"Oh," Ryuka heard his mother say, "the golden candle. One more time, honey."


Ryuka blinked at the dancing flame on the tip of the golden candle. He had one last amount of breath to blow the good-luck candle.


The flame resisted. Ryuka continued blowing sharp exhales, but the flame stood. Not even the wax showed any sign of melting.


"That's strange," Ryuka's father said. "Must've mixed that one with the extinguishable ones."


Ryuka harrumphed. "I guess my wish won't come true."

He sighed as he dampened his index finger and thumb with his tongue to squeeze the wick. As he pinched the flame, he didn't feel it go out immediately.


"Ow!" Ryuka hissed, recoiling from the candle. The sizzle from the flame rang in his ears.

He heard his mother gasp, "Be careful, Son!"


The flame didn't die out—instead, Ryuka noticed the flame diminishing in size rapidly, as if being engulfed into the candle. He glared at the golden candle. It showed no sign of burning wick or melted wax—it stayed perfect.


"All right, let's have some cake!" Ryuka's father chimed.


Ryuka and his mother began picking out the candles, both licking the frosting off each as they placed them aside. Ryuka then pulled the golden candle up. He snuck the candle into his jeans pocket, ignoring the frosting that stuck to the bottom.


"I want two pieces, Mum!" Mirei begged.






After stacking the clean dishes into the dishrack, Ryuka crept back into his room. He was drowsy from the three slices of birthday cake, so he slumped right onto his bed.


"Happy Birthday, Ryuka," he said to himself. Just before dozing off, he remembered the golden candle he had stuffed in his pocket. He wriggled upright, sitting atop his bed. He dug out the candle, wiping off the crusted frosting on his shirt.


He stared at the candle.

"Weird," Ryuka whispered to himself, "you were burning long enough to melt your wax."

He examined the candle further. It was flimsy as any usual candle, so it wasn't a mishap with the other birthday candles his father placed on the cake.


"The wick is still clear."


Ryuka squinted his eyes, trying to understand what kind of a candle doesn't melt when alight, and when being extinguished there is no trace of the burnt wick.


"Oh, well," Ryuka exasperated. He was too tired to comprehend anything. If it were a phenomenon, he certainly had no interest figuring it out tonight.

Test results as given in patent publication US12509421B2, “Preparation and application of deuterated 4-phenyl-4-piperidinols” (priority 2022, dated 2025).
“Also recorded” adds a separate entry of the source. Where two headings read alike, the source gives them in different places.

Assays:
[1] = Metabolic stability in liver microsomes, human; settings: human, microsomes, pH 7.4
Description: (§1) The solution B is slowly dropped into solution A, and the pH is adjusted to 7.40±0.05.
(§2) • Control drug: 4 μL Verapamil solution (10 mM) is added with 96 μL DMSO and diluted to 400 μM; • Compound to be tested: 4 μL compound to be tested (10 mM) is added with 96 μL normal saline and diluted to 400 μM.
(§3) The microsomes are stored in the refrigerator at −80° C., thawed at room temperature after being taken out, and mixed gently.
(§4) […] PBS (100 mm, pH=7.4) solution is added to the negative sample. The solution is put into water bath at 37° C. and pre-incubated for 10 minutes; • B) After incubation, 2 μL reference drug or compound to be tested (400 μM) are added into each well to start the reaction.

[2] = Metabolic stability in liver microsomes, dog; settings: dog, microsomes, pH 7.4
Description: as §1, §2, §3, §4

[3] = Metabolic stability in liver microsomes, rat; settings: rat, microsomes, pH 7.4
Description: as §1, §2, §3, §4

He rose from his bed and tossed the candle onto his desk.


"Hey," Ryuka exclaimed, "where's my crane?"

Ryuka crawled on his hands and knees to search for the golden crane. It must have been blown off his desk from the wind coming through his window.

He couldn't find it.


Ryuka groaned.

"Where could it be? No one was up here since I came back down."


Ryuka sighed loudly. As he stood up to his feet, a light glimmer of orange reflected onto his eye.

He looked to see his golden paper crane resting on his windowsill.


Ryuka stood there, frozen. He held his breath, gazing at the paper crane. He could feel the wind as it whistled through the screen of his window—but the crane wasn't blowing away.


He regained his composure after a few minutes, finally reaching out to grab the golden crane from the windowsill.

"Ow," Ryuka groaned, dropping the crane, letting it land on his desk near the candle. His index finger and thumb were slightly burnt from the candle he had tried to extinguish during dinnertime.

Ryuka sighed.

"Never mind," he let out with a grunt, "I'm tired."


Ryuka took his time getting ready for bed, the warm shower washing away the strange occurrence with the candle and the crane. Shutting his door and clicking off his light, he hopped into bed, kicking his sheets from under him. He snugged himself deep into the layers of his bedsheets and let out a long sigh.


"Happy Birthday, origami master."